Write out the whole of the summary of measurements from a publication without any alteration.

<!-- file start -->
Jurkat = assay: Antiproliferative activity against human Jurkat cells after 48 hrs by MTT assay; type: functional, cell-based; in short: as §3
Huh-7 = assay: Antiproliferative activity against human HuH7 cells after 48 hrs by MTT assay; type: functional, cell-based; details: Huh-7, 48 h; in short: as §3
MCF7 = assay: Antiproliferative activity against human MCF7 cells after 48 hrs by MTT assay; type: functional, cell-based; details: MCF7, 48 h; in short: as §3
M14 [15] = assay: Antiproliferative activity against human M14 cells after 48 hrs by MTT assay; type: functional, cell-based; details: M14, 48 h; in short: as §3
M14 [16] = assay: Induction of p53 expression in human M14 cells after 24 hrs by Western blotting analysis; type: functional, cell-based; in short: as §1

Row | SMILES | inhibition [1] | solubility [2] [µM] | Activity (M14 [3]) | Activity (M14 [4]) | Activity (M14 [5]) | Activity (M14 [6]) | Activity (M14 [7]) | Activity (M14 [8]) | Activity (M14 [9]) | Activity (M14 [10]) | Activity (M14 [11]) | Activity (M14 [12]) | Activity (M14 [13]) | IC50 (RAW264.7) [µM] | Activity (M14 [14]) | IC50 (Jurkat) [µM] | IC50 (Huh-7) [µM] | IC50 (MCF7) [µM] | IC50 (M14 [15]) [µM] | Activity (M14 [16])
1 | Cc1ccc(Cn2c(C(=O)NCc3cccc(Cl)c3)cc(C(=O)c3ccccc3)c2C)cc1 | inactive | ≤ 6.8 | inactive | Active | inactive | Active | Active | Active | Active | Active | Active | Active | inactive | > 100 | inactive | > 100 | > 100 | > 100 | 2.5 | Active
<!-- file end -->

Jurkat = assay: Antiproliferative activity against human Jurkat cells after 48 hrs by MTT assay; type: functional, cell-based; in short: as §3
Huh-7 = assay: Antiproliferative activity against human HuH7 cells after 48 hrs by MTT assay; type: functional, cell-based; details: Huh-7, 48 h; in short: as §3
MCF7 = assay: Antiproliferative activity against human MCF7 cells after 48 hrs by MTT assay; type: functional, cell-based; details: MCF7, 48 h; in short: as §3
M14 [15] = assay: Antiproliferative activity against human M14 cells after 48 hrs by MTT assay; type: functional, cell-based; details: M14, 48 h; in short: as §3
M14 [16] = assay: Induction of p53 expression in human M14 cells after 24 hrs by Western blotting analysis; type: functional, cell-based; in short: as §1

Row | SMILES | inhibition [1] | solubility [2] [µM] | Activity (M14 [3]) | Activity (M14 [4]) | Activity (M14 [5]) | Activity (M14 [6]) | Activity (M14 [7]) | Activity (M14 [8]) | Activity (M14 [9]) | Activity (M14 [10]) | Activity (M14 [11]) | Activity (M14 [12]) | Activity (M14 [13]) | IC50 (RAW264.7) [µM] | Activity (M14 [14]) | IC50 (Jurkat) [µM] | IC50 (Huh-7) [µM] | IC50 (MCF7) [µM] | IC50 (M14 [15]) [µM] | Activity (M14 [16])
1 | Cc1ccc(Cn2c(C(=O)NCc3cccc(Cl)c3)cc(C(=O)c3ccccc3)c2C)cc1 | inactive | ≤ 6.8 | inactive | Active | inactive | Active | Active | Active | Active | Active | Active | Active | inactive | > 100 | inactive | > 100 | > 100 | > 100 | 2.5 | Active